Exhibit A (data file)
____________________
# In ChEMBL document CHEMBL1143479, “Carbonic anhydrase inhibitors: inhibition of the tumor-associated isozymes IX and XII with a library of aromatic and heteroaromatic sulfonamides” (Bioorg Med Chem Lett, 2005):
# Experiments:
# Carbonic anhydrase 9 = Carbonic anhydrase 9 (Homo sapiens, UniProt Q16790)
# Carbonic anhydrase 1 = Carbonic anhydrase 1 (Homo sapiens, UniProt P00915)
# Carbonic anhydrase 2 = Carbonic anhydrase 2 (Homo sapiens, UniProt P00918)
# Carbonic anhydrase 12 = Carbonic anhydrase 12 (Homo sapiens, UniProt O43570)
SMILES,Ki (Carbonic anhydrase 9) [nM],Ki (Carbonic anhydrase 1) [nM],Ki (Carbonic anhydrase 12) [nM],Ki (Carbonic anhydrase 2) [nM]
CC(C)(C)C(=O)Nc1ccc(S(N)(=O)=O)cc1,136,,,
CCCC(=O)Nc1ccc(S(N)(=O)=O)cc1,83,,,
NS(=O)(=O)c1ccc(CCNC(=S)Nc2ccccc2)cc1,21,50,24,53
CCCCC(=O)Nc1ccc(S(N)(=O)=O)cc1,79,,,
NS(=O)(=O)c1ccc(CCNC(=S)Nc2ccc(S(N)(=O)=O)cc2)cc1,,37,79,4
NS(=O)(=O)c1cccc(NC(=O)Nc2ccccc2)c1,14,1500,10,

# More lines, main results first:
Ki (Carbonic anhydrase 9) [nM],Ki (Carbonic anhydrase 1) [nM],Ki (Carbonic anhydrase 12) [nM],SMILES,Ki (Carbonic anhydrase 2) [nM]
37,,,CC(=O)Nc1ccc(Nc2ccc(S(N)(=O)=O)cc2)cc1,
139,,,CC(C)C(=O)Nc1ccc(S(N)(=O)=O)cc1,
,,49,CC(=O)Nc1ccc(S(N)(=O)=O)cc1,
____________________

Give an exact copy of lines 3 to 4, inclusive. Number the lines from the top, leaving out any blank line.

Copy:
# Carbonic anhydrase 9 = Carbonic anhydrase 9 (Homo sapiens, UniProt Q16790)
# Carbonic anhydrase 1 = Carbonic anhydrase 1 (Homo sapiens, UniProt P00915)